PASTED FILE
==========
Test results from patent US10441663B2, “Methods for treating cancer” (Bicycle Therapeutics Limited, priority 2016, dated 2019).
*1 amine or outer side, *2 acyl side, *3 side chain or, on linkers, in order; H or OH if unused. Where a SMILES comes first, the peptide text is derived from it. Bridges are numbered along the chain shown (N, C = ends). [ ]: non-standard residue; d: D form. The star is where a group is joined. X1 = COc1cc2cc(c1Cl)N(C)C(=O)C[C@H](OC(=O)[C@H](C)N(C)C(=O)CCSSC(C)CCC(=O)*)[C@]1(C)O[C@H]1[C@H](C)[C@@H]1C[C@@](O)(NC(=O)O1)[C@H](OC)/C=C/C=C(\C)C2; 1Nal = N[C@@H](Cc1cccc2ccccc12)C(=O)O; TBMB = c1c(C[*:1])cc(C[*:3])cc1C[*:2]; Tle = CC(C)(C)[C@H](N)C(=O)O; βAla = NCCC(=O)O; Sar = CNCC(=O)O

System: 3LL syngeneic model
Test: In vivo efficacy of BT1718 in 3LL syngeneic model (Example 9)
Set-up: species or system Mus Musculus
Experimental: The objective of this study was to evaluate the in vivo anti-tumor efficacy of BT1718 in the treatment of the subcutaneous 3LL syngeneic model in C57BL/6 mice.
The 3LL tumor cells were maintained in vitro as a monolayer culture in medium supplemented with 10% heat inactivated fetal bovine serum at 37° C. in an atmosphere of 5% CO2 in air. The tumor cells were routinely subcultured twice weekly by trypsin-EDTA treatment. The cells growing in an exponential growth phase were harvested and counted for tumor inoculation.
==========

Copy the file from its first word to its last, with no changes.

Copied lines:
Test results from patent US10441663B2, “Methods for treating cancer” (Bicycle Therapeutics Limited, priority 2016, dated 2019).
*1 amine or outer side, *2 acyl side, *3 side chain or, on linkers, in order; H or OH if unused. Where a SMILES comes first, the peptide text is derived from it. Bridges are numbered along the chain shown (N, C = ends). [ ]: non-standard residue; d: D form. The star is where a group is joined. X1 = COc1cc2cc(c1Cl)N(C)C(=O)C[C@H](OC(=O)[C@H](C)N(C)C(=O)CCSSC(C)CCC(=O)*)[C@]1(C)O[C@H]1[C@H](C)[C@@H]1C[C@@](O)(NC(=O)O1)[C@H](OC)/C=C/C=C(\C)C2; 1Nal = N[C@@H](Cc1cccc2ccccc12)C(=O)O; TBMB = c1c(C[*:1])cc(C[*:3])cc1C[*:2]; Tle = CC(C)(C)[C@H](N)C(=O)O; βAla = NCCC(=O)O; Sar = CNCC(=O)O

System: 3LL syngeneic model
Test: In vivo efficacy of BT1718 in 3LL syngeneic model (Example 9)
Set-up: species or system Mus Musculus
Experimental: The objective of this study was to evaluate the in vivo anti-tumor efficacy of BT1718 in the treatment of the subcutaneous 3LL syngeneic model in C57BL/6 mice.
The 3LL tumor cells were maintained in vitro as a monolayer culture in medium supplemented with 10% heat inactivated fetal bovine serum at 37° C. in an atmosphere of 5% CO2 in air. The tumor cells were routinely subcultured twice weekly by trypsin-EDTA treatment. The cells growing in an exponential growth phase were harvested and counted for tumor inoculation.